Performance of Undamaged and Damaged Diesel Particulate Filters 2008-01-0335
The tightening of the limit values for health-endangering exhaust-gas components, together with the current discussion of climate change caused by greenhouse-gas emissions, call for the use of new technologies to reduce fuel consumption and pollutant emissions. The main emphases in this respect are put on optimising air management, developing new combustion processes and improving process management, researching hybrid concepts and alternative fuels and designing the most possible consumption-neutral exhaust-gas treatment systems with high efficiency levels and conversion rates. In diesel engines, the use of a diesel particulate filter to reduce the particulate emissions after the engine is currently the most effective measure.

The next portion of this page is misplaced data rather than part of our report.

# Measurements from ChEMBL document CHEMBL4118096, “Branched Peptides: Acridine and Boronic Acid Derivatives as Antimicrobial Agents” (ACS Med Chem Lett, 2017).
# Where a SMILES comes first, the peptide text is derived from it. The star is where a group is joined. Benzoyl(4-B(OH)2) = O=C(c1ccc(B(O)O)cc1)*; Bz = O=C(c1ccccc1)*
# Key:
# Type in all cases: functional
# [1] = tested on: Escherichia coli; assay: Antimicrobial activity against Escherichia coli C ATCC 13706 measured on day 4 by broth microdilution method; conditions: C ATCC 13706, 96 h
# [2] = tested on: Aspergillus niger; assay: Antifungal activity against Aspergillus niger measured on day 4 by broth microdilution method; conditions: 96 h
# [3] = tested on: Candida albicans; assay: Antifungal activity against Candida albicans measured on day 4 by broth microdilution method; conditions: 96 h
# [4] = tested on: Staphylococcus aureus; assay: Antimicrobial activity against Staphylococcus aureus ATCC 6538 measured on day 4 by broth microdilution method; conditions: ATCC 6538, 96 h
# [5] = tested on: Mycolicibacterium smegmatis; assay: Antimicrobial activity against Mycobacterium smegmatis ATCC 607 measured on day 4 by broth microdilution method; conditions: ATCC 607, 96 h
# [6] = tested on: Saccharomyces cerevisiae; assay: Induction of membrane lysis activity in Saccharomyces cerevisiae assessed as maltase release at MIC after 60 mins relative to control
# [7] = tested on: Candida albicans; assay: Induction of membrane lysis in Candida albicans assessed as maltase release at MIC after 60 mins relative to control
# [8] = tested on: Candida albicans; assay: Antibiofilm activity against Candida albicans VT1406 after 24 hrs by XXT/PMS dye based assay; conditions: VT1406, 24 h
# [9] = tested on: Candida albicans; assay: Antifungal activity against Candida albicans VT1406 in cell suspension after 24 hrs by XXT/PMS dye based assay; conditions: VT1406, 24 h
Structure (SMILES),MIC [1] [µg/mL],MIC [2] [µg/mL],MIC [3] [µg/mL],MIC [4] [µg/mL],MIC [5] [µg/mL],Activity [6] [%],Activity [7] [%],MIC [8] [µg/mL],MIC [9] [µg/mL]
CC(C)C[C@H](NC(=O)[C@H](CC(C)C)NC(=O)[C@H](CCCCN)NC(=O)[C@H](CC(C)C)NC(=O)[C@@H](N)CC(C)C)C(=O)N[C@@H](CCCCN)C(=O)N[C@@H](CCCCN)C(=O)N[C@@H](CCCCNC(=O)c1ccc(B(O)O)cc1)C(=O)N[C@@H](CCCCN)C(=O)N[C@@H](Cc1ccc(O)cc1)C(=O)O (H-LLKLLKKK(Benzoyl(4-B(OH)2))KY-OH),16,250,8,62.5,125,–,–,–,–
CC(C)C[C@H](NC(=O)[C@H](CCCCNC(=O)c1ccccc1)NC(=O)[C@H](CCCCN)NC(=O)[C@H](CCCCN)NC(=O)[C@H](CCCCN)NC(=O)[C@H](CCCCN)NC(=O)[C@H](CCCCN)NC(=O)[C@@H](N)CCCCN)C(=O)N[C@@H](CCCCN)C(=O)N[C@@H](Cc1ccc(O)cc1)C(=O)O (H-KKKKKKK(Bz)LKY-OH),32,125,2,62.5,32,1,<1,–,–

A time-resolved determination of the particulate emissions in transient engine operation has not been called for by the legislators up to now. Likewise, the measurement technology, which is suitable for this purpose, has hitherto not been available. This article considers the examination of the loading and especially the regeneration behaviour of diesel particulate filters by using modern particulate measurement technology for high time-resolution determination of the soot-mass and particulate number concentration. Damaged diesel particulate filters have been taken into special consideration.